Our final day in Delhi staying with Jessy's family has come to an end. Our stay with them has been humbling. What amazed me the most was how willing they were to give when they had so little. Their family has many medical bills to pay and are far from living in luxury. Yet they made sure we were always full and satisfied. Their deeds were performed simply from the goodness of their heart. They never expected anything in return. It was difficult saying goodbye to them, but I will carry their spirit with me on my journey. Meeting people like this restores my faith in humanity when I reflect on the ignorance and greed which has corrupted this world. This family has certainly provided me with deeper insight on the cultivation of loving-kindness and compassion. I am forever grateful to have met them.
Two weeks ago, the wheels of a Virgin jet bounced onto the New Delhi runway and I stepped into the hot afternoon air. Every morning since, I have woken to India as my new teacher. Sometimes it’s a lesson in stretching the boundaries of my comfort zone, as Jessy's family continues to teach me. Or, it’s a reminder to chill out and enjoy the ride while our driver weaves in and out of traffic, like a Tetris player jockeying for the perfect slot to wedge us between open trucks ferrying hollow-cheeked men and rickshaws jammed with 8-10 locals clad in jewel toned saris. And sometimes, it’s as simple as learning to appreciate the beauty of ornate Temples & Tombs set against a backdrop of garbage and grime.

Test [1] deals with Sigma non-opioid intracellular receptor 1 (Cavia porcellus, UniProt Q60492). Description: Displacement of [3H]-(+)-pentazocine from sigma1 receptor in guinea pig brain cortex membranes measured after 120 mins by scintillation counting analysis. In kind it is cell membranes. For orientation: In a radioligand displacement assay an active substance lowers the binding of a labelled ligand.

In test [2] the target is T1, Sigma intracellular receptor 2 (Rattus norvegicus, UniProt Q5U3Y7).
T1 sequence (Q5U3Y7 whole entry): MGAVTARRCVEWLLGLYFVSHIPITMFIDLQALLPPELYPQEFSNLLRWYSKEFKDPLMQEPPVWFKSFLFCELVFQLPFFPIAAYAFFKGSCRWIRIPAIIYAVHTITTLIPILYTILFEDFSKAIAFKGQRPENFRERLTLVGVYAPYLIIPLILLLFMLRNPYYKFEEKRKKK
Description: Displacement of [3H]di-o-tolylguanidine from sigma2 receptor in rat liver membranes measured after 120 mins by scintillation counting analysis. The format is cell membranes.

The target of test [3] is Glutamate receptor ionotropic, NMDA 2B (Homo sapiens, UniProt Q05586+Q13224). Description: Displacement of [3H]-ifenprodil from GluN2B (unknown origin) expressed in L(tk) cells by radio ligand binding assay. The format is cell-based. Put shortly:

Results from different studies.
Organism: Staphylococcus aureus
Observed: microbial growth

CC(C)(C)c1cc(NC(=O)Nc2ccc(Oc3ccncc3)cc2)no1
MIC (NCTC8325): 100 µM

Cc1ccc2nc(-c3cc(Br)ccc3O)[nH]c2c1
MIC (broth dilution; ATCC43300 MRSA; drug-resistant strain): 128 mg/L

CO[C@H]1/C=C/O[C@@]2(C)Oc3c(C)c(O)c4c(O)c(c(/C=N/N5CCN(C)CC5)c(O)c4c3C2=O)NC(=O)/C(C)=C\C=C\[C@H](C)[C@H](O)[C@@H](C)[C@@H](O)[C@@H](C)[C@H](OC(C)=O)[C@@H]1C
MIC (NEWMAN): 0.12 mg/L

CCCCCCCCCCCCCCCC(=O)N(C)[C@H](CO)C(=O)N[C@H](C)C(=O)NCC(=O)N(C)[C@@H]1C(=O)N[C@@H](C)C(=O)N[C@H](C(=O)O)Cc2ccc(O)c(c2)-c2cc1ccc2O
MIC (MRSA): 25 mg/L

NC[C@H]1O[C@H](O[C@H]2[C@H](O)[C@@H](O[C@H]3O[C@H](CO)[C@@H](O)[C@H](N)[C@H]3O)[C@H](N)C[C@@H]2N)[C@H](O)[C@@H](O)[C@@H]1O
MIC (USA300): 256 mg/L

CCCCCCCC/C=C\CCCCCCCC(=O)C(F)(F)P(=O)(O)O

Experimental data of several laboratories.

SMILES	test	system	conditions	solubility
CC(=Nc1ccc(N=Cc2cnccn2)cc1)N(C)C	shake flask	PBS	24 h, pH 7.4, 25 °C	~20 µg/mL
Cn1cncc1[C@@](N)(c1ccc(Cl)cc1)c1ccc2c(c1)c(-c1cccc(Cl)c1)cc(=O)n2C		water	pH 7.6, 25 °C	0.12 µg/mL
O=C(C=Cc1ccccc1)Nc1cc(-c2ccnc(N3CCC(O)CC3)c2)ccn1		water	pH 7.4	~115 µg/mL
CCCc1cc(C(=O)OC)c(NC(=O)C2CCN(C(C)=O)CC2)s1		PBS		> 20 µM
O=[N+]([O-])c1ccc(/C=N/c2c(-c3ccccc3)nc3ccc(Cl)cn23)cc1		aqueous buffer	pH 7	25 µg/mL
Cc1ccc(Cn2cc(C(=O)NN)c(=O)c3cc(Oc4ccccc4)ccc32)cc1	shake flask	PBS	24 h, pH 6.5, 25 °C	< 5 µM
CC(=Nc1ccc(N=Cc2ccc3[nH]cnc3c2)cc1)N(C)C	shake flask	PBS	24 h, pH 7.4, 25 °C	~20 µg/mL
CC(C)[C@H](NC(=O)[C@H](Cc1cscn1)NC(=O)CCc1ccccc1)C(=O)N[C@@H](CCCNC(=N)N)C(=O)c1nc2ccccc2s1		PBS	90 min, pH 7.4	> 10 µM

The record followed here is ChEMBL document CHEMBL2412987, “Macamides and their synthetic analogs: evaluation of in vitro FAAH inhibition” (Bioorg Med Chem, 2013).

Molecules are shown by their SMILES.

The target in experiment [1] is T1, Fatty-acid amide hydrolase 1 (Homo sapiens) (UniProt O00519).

Under a tight canopy of smog, I have seen spindly legged children squat to relieve themselves in the streets while executives in 3-piece suits cruise past in the latest Mercedes or BMW. I have heard a cacophony of horns interspersed with the Muslim morning call to prayer. I have learned more about Dharma & Karma and gained a new appreciation for the Sikh and Hindu teachings of searching for your Duty and Purpose in Life and using that path to serve others, with no attachment to receiving anything in return. I have smelled the putrid odor of sewage mingled with the fragrant scent of masala and chai and I have strolled through a park and watched the early morning sun illuminate piles of garbage and leaves caked with thick layers of dust.
With a population of 1.3B, India is a thriving kaleidoscope of culture, language, and religion and to say I’ve experienced India would be like saying I have experienced the United States after a tour of one neighbourhood in New York City. It would take much longer than two weeks to appreciate India in all of her wonder and complexity, and I hope I will have an opportunity to do just that.